HELENA — In an unusual development in Montana’s high-profile U.S. Senate race, the Montana Libertarian Party announced Sunday it will name a new candidate to replace one who filed and then dropped out shortly before the filing deadline last Monday.
Libertarian Party Chair Sid Daoud said the party’s central committee will meet Tuesday evening to choose a candidate – the day before the apparent deadline to name a replacement.
Roger Roots, the Libertarian candidate for state auditor this year, said on his Facebook page late last week that the original candidate who filed – Eric Fulton of Whitefish – was “almost certainly a plant” by Republicans to fool Libertarians into thinking they had a candidate in the Senate race.
Fulton filed as a Libertarian on Friday, March 6, and then withdrew shortly before the filing deadline March 9, leaving the race without a Libertarian candidate.
“The Republicans try this right before every U.S. Senate race, in order to trick the Libertarian Party into not placing a true Libertarian candidate in the race,” Roots wrote. “Usually we are wise enough to realize what they’re doing.
“This year they fooled us. Congrats Republicans! Well played.”
Daoud said Republicans often pressure Libertarians to drop out of important, close races, on the presumption that a Libertarian draws votes away from the Republican candidate.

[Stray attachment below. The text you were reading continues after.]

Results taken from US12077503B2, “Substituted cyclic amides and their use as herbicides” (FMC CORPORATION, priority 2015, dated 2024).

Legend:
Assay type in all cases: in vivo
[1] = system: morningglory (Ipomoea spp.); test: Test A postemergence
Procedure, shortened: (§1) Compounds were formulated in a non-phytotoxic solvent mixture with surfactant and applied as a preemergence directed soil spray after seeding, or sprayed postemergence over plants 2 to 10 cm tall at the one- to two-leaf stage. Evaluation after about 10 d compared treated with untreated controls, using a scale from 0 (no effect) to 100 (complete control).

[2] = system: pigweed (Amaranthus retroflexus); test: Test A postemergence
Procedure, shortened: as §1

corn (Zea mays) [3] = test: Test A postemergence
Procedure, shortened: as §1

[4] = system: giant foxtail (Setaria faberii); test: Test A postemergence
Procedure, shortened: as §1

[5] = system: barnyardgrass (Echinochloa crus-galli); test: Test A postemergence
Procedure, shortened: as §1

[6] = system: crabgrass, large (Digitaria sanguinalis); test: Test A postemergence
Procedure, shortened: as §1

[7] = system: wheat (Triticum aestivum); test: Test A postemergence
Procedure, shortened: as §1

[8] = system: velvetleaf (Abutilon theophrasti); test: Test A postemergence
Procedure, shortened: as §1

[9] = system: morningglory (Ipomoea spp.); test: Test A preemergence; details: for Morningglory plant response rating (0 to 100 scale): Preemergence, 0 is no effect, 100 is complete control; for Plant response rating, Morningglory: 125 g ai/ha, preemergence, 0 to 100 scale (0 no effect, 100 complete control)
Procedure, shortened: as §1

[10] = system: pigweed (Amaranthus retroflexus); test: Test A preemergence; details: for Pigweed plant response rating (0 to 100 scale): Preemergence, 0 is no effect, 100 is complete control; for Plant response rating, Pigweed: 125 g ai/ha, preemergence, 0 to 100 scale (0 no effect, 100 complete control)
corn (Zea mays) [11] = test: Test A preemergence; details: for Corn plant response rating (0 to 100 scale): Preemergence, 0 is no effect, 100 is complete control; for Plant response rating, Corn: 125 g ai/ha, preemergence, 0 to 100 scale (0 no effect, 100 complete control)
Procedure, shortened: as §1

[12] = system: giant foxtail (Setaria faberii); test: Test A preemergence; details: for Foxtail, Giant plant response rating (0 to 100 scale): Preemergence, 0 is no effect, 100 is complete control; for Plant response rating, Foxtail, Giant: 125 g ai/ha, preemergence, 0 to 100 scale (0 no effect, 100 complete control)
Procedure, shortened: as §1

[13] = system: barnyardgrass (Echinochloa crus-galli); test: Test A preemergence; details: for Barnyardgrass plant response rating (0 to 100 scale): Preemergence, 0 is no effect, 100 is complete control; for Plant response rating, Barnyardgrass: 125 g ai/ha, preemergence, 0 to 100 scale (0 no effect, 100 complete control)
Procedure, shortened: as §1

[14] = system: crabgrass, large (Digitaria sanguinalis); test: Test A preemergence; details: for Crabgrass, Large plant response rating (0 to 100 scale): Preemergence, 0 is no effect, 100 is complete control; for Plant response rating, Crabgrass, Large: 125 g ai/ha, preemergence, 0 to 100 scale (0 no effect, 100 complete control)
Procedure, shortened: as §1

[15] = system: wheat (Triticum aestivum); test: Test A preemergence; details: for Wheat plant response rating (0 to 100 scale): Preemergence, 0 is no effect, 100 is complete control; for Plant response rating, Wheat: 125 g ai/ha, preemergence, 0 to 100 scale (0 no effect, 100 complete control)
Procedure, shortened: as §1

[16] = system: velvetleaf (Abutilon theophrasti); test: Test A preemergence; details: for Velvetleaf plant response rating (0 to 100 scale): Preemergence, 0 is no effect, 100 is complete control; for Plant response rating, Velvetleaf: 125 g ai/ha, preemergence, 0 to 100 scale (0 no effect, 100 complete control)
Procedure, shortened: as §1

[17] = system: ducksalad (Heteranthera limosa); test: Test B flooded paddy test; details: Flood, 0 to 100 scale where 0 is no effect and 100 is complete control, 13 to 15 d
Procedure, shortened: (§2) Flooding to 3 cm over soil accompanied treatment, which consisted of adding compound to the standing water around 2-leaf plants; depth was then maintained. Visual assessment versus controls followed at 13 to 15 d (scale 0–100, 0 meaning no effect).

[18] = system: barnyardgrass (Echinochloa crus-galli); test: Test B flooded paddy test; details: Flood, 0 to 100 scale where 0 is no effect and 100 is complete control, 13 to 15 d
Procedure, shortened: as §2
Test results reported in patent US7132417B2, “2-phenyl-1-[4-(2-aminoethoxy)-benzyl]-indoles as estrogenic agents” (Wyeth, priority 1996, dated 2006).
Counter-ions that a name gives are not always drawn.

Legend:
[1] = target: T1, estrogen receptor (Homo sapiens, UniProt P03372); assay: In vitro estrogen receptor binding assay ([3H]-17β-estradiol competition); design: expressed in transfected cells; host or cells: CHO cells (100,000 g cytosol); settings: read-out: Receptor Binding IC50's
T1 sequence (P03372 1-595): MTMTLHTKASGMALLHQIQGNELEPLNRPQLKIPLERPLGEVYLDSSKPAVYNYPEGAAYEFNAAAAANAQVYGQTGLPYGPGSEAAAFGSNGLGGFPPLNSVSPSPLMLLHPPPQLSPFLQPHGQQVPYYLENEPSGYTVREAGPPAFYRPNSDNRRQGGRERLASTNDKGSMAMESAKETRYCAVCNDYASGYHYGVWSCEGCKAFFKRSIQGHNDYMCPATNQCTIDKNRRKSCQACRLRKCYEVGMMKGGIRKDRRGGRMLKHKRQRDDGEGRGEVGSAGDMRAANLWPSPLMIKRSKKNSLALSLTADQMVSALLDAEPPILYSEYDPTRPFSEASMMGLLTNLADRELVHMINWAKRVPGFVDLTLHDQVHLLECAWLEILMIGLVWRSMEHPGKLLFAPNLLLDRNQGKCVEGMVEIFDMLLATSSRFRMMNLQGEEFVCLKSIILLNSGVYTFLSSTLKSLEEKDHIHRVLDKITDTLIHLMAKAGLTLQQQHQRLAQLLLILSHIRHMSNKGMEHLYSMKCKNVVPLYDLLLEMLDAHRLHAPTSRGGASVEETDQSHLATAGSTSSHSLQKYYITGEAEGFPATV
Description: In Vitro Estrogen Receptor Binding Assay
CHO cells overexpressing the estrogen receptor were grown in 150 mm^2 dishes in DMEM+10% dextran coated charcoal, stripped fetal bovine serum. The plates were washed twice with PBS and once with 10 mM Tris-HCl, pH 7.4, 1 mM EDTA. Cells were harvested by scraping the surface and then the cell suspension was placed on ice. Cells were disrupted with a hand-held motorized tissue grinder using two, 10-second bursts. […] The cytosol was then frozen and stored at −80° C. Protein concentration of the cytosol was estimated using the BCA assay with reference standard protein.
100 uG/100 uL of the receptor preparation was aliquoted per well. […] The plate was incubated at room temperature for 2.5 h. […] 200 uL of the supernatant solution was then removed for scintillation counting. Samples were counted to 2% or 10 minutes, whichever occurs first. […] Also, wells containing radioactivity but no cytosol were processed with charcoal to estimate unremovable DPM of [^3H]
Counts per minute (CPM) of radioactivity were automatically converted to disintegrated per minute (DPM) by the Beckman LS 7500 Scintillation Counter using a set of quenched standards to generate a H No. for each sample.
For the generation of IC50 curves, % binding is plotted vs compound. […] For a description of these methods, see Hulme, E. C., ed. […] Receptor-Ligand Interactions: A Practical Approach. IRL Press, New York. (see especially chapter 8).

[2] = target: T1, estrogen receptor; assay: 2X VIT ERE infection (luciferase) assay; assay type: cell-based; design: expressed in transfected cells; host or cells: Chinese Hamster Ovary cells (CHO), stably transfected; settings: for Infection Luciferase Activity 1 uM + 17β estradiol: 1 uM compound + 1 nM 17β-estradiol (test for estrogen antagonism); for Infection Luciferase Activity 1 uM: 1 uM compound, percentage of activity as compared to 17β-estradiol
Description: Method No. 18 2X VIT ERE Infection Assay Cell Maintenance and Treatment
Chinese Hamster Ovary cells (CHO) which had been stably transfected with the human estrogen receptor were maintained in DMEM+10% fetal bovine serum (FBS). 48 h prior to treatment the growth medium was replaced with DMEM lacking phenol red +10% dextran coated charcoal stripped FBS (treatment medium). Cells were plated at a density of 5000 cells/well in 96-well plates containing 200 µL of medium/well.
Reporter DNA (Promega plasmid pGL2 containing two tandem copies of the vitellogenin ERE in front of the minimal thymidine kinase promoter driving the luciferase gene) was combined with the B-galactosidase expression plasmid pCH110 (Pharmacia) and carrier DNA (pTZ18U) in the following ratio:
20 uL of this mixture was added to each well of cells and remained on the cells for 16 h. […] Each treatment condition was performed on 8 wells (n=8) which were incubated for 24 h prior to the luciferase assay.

Democratic Gov. Steve Bullock’s entry into the U.S. Senate race last Monday transformed the contest into the top race in the state and one of the top U.S. Senate contests in the country.
The general election contest between Bullock and Republican U.S. Sen. Steve Daines is expected to be a close, expensive and hard-fought race, and could play a role in which party controls the U.S. Senate next year.
Fulton has not replied to emails from MTN News, asking why he changed his mind and withdrew last week.
Fulton ran as a Republican for a state legislative seat in Bozeman in 2014 and has donated to Republican candidates in the past.
Daoud, however, said Sunday he has no proof that Fulton was a Republican plant and that he’s been trying to meet with him, after initially communicating with him via email, after he filed March 6.
“He seemed earnest at the time,” Daoud. “I don’t know what the actual story is there. I’ll try to get Fulton to sit down with me.”
Daoud said state law appears to allow the Libertarian Party to name a replacement candidate in a race, if the candidate who filed late withdraws, and leaves the contest without a Libertarian. The deadline for naming a replacement is Wednesday, he said.
The Libertarian Party is asking for nominations to be submitted to its central committee by 5 p.m. Tuesday, after which the committee will choose a nominee to be placed on the primary election ballot, Daoud said.